Review: How to Train Your Dragon by Cressida Cowell

How to Train Your Dragon by Cressida Cowell

Title: How to Train Your Dragon (How to Train Your Dragon, 1)
Author: Cressida Cowell
Genre: Fantasy, Middle Grade
Publisher: Hodder Children’s Books (4th February 2010)
Blurb:

HICCUP HORRENDOUS HADDOCK THE THIRD was an awesome swordfighter, a dragon-whisper and the greatest Viking Hero that ever lived.

Can Hiccup pass the Dragon Initiation Programme with a toothless dragon and fight the Seadragonus Giganticus Maximus before it gobbles up every Viking on Berk? It’s time for Hiccup to learn how to be a Hero.

Rating: **** (4 stars)
Review:

HOW TO TRAIN YOUR DRAGON by Cressida Cowell is the first book in the series of the same name. The book follows Hiccup Horrendous Haddock the Third as he attempts to pass the Dragon Initiation Programme.

I first heard about this series through the DreamWorks Animation film How to Train Your Dragon, which was based on Cowell’s series. The book, HOW TO TRAIN YOUR DRAGON is very different to the film in a lot of ways and although this did disappoint me a little, I did think the book was an enjoyable read.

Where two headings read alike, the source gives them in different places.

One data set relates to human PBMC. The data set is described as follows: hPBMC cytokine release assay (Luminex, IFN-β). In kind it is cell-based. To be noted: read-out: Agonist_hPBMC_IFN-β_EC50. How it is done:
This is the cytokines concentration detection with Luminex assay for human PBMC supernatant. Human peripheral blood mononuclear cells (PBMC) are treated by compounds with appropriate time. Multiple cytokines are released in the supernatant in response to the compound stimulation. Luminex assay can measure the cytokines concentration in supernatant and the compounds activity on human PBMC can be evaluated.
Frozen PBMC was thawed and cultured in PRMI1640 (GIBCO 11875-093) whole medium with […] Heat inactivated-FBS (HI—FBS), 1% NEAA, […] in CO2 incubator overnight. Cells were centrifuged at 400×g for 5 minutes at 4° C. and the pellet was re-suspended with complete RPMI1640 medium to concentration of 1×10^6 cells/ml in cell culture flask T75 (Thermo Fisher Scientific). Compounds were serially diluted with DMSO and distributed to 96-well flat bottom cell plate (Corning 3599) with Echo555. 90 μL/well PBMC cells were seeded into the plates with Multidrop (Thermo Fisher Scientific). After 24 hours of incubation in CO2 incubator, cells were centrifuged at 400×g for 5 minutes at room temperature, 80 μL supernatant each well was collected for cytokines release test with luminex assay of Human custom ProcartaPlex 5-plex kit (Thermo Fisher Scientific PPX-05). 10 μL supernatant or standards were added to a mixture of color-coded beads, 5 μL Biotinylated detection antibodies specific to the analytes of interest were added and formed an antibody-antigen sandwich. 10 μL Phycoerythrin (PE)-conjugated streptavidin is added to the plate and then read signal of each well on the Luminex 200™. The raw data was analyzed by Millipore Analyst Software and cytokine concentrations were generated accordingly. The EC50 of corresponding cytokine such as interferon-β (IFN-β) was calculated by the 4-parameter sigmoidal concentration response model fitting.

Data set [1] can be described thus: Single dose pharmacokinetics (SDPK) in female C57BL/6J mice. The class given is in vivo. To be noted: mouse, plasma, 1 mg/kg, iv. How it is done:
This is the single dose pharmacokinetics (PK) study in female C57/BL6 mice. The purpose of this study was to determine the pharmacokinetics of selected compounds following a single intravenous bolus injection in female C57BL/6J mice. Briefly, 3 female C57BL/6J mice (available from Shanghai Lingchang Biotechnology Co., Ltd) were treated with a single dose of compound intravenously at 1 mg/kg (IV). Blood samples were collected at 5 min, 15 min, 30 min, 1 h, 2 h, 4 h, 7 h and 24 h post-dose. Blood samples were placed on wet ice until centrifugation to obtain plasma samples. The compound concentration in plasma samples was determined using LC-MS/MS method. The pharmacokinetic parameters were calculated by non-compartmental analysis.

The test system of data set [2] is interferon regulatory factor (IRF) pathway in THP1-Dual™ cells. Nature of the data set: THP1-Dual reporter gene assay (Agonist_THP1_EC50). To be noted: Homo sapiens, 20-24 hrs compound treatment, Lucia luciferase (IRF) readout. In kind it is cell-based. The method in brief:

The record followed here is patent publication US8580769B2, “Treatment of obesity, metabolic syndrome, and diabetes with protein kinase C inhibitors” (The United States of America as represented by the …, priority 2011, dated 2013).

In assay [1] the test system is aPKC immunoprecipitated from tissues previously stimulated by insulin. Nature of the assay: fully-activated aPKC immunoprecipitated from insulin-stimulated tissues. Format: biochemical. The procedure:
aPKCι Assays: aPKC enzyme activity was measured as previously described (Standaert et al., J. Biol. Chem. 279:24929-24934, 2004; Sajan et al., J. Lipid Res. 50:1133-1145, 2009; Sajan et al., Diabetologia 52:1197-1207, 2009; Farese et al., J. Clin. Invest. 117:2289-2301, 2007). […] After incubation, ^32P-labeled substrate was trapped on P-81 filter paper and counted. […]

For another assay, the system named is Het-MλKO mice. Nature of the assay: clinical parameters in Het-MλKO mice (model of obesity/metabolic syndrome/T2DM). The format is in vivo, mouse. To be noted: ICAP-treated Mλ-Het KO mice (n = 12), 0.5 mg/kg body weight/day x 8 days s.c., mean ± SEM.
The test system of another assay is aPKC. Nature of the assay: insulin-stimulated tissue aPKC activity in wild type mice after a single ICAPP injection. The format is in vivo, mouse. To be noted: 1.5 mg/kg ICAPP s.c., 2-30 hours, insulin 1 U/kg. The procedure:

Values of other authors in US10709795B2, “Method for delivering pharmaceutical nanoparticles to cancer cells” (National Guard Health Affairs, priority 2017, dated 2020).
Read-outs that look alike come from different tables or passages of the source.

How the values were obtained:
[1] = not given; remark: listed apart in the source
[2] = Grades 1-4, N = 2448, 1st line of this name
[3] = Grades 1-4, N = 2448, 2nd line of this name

One of the things that I really liked about HOW TO TRAIN YOUR DRAGON is that it really feels like a book written by Hiccup Horrendous Haddock III. Cowell has really captured Hiccup’s voice as he narrates the story, and she has also provided some great illustrations that look like a boy under thirteen drew them. Hiccup comes alive on the page, as does the world of the Vikings on Berk. Hiccup is a brilliant narrator; his voice is often humorous, and he seems quite knowledgeable of his world.

The story being told through Hiccup works well and I enjoyed how Cowell wrote his friendships and his relationship with his father – Stoick the Vast – and his dragon – Toothless. Toothless is a brilliant character, and he stands out from all the other dragons in the book – he appears to be quite a handful.

The plot of HOW TO TRAIN YOUR DRAGON is a simple one, though brilliantly told. For me, the book worked because of the illustrations and the narrative rather than through any complexity of plot. In a lot of ways HOW TO TRAIN YOUR DRAGON is what you would expect from a middle grade* fantasy novel; Cowell knows her audience.

HOW TO TRAIN YOUR DRAGON is a strong start to what promises to be an interesting series – there are twelve instalments in total. If you are looking for a book to get a young reader into the fantasy genre, then this might be a good book to start with.

* Middle grade is, as I understand it, 9 to 12 years.

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